Big Plans for First IMS Auto Races - 1909

The article in attachment IMSprizes062609 was first published in the June 26, 1909 Indianapolis Star and does a great job promoting the new Indianapolis Motor Speedway which was under construction at the time. It esepcially focused on the upcoming auto races and made the following points:

  • In another champion driver endorsement following Barney Oldfield's praise for the track, famed 24-hour race champion Guy Vaughn, who drove for Allen Kingston Company at the time, pronounced the track had "no equal on Earth." The paper reported that Vaughn held the world's speed records for 300 to 600 miles and that he was the first to be presented with an "IMS Team Sweater," a gift from the track to all drivers that entered their first race meet.
  • The Speedway tested a lighting system the previous night and pronounced it a success. These were undoubtedly Prest-O-Lite gas burners as were used in the 1905 24 hour record run at the Indiana State Fairgrounds. One burner is said to have cast bright illumination for 20 feet and with 1,000 of them stationed about the course track officials believed they could conduct night races.
  • As noted in an earlier article (this is an attachment to the discussion of construction) original plans had called for garages to be built at the inside perimeter of the course. Teams would then stop for service at their specific garages. The article reports that interest in pit stops at the Cobe Trophy earlier that month had compelled track management to re-think this approach and create a pit lane for entertainment of spectators.
  • Also relevant to the Cobe Trophy held on public roads in and around Crown Point, Indiana the Speedway's proximity to Indianapolis and its superior hotel capacity and amenities such as bars and restaurants is discussed. Crown Point would never again host a major auto race and the Cobe Trophy moved to the Speedway in 1910.
  • The financial value of awards and trophies was touted with an estimate of $20,000 in trophies up for grabs. At the top of the list was the Wheeler-Schebler Trophy, a silver Tiffany masterpiece that quickly went on display downtown at the Fisher Automobile Company.
  • The article also announces that the American Automobile Association (AAA) had agreed to sanction the race meet - an important endorsement that would assist in attracting an expected 40+ entries.

The article also includes interesting auto racing information unrelated to the Speedway that underscores Henry Ford's decision to return to racing which was big news that month. Cecil Gibson, who owned the Indianapolis Ford dealership Gibson Auto Company, is quoted in reference to a Seattle-to-New York transcontinental race going on at the time. A Ford had won the first leg of New York-to-Seattle. Note that Ford is referred to as "Dr. Ford" which is interesting because he never attended college.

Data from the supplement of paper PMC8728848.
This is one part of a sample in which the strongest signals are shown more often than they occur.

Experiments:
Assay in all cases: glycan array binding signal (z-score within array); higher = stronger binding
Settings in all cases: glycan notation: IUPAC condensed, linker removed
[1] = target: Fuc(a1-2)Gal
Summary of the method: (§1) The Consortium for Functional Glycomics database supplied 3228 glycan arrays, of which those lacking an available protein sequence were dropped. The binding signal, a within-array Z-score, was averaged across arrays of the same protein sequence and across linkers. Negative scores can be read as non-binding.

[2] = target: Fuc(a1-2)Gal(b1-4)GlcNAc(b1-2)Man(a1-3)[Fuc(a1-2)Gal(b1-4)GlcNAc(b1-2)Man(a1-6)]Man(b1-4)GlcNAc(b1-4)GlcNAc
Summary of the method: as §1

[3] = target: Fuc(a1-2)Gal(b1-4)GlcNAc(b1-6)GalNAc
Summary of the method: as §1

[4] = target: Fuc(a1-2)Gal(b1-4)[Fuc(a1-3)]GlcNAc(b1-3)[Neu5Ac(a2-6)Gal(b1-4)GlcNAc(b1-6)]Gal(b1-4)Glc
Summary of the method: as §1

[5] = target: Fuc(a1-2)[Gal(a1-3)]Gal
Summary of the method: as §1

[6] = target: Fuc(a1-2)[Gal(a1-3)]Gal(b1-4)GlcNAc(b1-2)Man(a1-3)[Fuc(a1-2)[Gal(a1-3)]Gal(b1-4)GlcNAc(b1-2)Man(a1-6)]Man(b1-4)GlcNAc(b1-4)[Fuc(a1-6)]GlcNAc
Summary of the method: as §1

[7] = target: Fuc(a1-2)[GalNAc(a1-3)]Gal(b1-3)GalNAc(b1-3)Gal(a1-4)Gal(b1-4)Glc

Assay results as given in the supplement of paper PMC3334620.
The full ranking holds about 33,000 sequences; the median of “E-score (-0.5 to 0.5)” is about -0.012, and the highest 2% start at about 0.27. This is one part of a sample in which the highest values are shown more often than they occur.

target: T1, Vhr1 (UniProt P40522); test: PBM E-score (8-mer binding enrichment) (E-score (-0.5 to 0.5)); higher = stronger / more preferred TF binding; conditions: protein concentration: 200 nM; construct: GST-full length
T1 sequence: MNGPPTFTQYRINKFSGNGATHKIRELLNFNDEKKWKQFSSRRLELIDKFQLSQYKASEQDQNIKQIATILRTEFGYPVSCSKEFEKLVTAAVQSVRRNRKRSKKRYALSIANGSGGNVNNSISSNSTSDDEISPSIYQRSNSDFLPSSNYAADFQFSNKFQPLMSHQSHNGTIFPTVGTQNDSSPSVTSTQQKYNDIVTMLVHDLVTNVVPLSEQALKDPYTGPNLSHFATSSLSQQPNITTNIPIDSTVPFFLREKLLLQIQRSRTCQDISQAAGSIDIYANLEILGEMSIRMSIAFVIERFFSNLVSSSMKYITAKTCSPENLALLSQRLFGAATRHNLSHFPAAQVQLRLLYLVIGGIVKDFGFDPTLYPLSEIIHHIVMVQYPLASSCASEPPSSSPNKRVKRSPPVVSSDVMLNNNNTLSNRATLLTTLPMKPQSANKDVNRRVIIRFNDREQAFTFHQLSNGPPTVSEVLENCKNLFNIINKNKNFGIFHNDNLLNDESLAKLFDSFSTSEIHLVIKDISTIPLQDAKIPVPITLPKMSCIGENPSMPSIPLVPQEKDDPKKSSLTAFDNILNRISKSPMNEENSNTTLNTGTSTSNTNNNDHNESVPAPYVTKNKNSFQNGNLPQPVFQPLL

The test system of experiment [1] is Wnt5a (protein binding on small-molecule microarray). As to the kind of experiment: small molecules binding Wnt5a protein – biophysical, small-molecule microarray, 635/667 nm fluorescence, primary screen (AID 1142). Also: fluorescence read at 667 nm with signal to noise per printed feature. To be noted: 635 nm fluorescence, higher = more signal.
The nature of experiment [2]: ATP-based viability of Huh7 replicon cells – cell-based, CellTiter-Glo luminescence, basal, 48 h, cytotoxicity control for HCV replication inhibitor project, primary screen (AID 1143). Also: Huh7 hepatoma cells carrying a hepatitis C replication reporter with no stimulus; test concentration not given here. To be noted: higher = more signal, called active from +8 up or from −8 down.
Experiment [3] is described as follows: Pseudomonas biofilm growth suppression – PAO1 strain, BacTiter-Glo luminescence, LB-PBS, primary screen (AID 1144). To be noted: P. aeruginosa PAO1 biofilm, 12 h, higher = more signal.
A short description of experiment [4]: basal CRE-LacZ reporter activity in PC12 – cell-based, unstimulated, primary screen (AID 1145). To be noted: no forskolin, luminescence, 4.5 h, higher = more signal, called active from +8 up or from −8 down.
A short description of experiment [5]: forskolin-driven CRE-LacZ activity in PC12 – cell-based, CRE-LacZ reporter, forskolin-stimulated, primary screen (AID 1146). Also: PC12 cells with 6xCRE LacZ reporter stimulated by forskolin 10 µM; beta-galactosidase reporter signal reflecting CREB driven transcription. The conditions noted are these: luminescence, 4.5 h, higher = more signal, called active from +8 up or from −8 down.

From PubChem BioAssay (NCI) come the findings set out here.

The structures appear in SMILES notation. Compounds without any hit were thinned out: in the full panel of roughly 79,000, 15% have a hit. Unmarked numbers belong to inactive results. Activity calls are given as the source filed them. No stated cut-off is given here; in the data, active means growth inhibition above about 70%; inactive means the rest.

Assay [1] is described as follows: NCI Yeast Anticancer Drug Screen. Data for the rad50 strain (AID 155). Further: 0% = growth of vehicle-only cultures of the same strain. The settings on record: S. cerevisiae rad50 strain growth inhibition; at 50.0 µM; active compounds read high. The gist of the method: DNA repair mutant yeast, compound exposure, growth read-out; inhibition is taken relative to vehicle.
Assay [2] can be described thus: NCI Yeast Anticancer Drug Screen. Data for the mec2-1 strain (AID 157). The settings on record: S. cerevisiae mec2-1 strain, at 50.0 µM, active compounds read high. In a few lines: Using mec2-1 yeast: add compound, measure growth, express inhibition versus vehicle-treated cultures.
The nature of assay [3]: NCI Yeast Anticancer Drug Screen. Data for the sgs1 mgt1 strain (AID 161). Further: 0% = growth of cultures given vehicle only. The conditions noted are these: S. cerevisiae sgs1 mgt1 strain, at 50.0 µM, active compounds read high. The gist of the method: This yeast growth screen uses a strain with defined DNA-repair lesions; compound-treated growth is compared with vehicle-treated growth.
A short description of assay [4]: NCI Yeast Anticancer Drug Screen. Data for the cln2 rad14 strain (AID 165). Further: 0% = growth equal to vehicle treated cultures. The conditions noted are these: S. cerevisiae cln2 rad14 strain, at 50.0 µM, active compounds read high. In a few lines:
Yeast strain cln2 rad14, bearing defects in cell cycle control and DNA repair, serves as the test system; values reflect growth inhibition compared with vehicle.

A second article in attachment IMSNews070209 is included here because it discusses the Speedway's facilities. The main point of the article, which was published in the July 2, 1909 Indianapolis News, was that as AAA sanction had been granted was that manufacturer interest in the first races at the track was significant. In this context the construction of garages was particularly important. 
Before we get into that, note that the newspaper, albeit with a local bias, had already declared the track "famous" and "the greatest race course in the world." I also want to note something with respect to the lexicon of the era when the author, whose byline is "Carburetor," refers to "training quarters" in reference to garage space.
The article reports that two of the largest garages were already complete and were designed for 12 cars each. Apparently there were 10 smaller garages capable of accommodate three cars each ready for teams. Speedway Contest Director Ernie Moross is quoted.
"As soon as these garages are filled," Moross said. "We will add others so that every team wishing space will be carefully provided for."
Other information about the Speedway's facilities are described.

  • Grandstand seating for 25,000.
  • Grounds capacity for 200,000.
  • Parking for 15,000 automobiles.
  • Ten thousand Hitching "rings" for carriages.
  • A restaurant, plus "eating quarters" in each grandstand.
  • Separate gates for 50 cent admission and $1.00 admission.

I want to flag something so you can easily compare other sources with respect to the facility during this nascent state. In some cases there are apparent discrepencies such as reports that there were 3,000 hitching posts in other sources but then in this article, as noted above, that there were 10,000 "hitchng rings." It may be, and maybe even likely, that there was more that one ring per post. It's hard to know, so that is speculation. I just don't want you to jump to the conclusion that one report or the other was in error.
This item is actually a digest of automobile news items. One I found profoundly interesting was that John Willys, president of Overland Automobile Company, started travel to Europe aboard the historic Graf Waldersee of the Hamburg-American shipping line. His plan was a two-month tour of European factories. He was traveling with his wife and they planned to return by the first of September. 
Also note that there is a reference to a Columbus, Ohio race meet where Barney Oldfield had planned to debut his new National "Six" racecar that he named "Old Glory." The stellar Buick team of Louis Chevrolet, Lewis Strang and Bob Burman is called out.

IMSprizes062609.pdf756.52 KB
IMSNews070209.pdf550.66 KB